Absolute Ravel

GIUSEPPE PENNISI listens to music by Maurice Ravel played by Neapolitan pianist Roberto Cominati


A feature in the programming of Rome's University Institution of Concerts (IUC) is that of the 'integrals' or 'complete works'. This is a great classic of the IUC which boasts, in its annals, epochal events such as the complete Beethoven sonatas performed by Alfred Brendel and the piano works of Chopin played by Stanislav Bunin. The complete cycles are therefore an opportunity to immerse yourself in the world of a composer and follow his evolutionary paths. The 'complete books' of the madrigals by Carlo Gesualdo da Venosa have recently been reviewed in this magazine. Before the end of this 'season', it is scheduled the beginning of the 'integral' of the experimental music of Ennio Moricone, a little-known chapter of an author known above all for his film scores. On 7 May 2022, I was in the quite full concert hall to follow the second part of the 'integral' of the piano works of Maurice Ravel (1875-1937). The first part had been performed on 25 January 2022.

The solo pianist was Roberto Cominati. Appreciated 'for his stylistically impeccable and camouflaged pianism', Roberto Cominati won first prize at the 'Alfredo Casella' International Competition in Naples in 1991. In 1993, he came to the attention of critics and major international concert halls thanks to his winning first prize at the 'Ferruccio Busoni' Competition in Bolzano. In 1999, he was awarded the 'Jacques Stehman' audience prize of Belgian TV and French broadcaster TV5, as part of the 'Reine Elisabeth' competition in Brussels. Cominati has already recorded, in 2011, the complete piano music of Ravel on a box of two CDs for the Amadeus label.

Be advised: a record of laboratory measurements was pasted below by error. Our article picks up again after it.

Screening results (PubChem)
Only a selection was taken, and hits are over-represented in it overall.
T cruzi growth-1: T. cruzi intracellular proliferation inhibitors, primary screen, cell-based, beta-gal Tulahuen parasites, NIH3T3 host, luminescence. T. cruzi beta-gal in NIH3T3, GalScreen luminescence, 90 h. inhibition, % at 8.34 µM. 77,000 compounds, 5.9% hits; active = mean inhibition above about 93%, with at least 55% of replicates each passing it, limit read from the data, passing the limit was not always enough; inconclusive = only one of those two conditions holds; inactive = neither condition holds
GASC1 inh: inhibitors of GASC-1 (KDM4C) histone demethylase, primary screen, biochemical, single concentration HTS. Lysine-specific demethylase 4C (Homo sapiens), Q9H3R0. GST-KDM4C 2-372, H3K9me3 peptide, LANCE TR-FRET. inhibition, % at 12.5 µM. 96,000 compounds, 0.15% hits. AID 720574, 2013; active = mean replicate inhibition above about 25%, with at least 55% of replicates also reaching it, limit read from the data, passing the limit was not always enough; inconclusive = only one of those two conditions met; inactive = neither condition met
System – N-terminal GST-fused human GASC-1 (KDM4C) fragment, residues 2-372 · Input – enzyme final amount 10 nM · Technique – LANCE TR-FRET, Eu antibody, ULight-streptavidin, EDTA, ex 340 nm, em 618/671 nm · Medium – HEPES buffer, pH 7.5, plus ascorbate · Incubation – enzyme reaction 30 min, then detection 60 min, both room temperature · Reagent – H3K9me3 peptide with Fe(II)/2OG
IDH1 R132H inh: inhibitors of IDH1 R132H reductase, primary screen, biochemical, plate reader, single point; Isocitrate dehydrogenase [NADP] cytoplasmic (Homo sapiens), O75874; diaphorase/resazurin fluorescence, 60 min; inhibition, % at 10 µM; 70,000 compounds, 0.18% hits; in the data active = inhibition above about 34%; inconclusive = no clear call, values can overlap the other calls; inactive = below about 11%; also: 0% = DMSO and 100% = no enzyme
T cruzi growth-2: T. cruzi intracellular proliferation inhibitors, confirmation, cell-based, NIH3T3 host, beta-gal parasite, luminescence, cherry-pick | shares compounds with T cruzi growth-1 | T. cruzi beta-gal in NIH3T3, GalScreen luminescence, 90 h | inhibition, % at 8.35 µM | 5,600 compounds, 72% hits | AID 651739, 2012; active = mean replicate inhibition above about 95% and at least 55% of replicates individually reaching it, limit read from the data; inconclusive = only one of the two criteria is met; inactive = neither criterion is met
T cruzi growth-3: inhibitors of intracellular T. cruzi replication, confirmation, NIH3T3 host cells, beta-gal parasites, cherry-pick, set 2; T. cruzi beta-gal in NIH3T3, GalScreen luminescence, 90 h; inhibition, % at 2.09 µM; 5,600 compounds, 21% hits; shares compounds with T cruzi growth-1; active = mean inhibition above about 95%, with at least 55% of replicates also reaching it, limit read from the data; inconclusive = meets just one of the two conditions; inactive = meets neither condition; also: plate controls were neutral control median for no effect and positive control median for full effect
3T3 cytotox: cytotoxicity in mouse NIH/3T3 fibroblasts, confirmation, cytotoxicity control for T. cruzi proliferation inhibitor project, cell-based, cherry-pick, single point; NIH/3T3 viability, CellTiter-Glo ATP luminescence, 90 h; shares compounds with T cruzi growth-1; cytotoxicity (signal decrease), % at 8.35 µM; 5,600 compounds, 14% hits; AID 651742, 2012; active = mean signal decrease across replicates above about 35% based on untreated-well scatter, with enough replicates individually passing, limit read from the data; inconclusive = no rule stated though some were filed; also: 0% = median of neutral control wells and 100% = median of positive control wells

Roberto Cominati playing Ravel at the Aula Magna della Sapienza in Rome on 7 May 2022. Photo © 2022 Andrea Caramelli
Roberto Cominati playing Ravel at the Aula Magna della Sapienza in Rome on 7 May 2022. Photo © 2022 Andrea Caramelli

'Maurice Ravel's music has always been very important to me', Cominati tells me before the performance. 'I think it was decisive in the formation of my taste and my personality as an interpreter. It summarizes in itself the best qualities of the historical twentieth century, in an extraordinary synthesis that balances objectivity, seriousness, clarity and intelligence on the one hand, and fantasy, inventiveness, elegance and lightness on the other, in a constant and constantly fortunate search for perfection.'

The program of the concert followed Ravel's piano works chronologically. It started with early works such as the Menuet antique and Pavane per une infante défunte, which date back to the beginning of the twentieth century, and concludes with the well-known Le Tombeau de Couperin (composed during the First World War and considered by many to be his masterpiece and one of the very first expressions of twentieth-century neoclassicism). This is an intelligent choice. It makes the public listen to what many critics call 'the two souls' of Ravel. One is the formal classical and the other is late romantic introspective. They are, in fact, two aspects of a composer, apparently brilliant and such as to please the public (even salon), but substantially restless, aware of being at the turn of two very different centuries, indeed contrasting, with each other.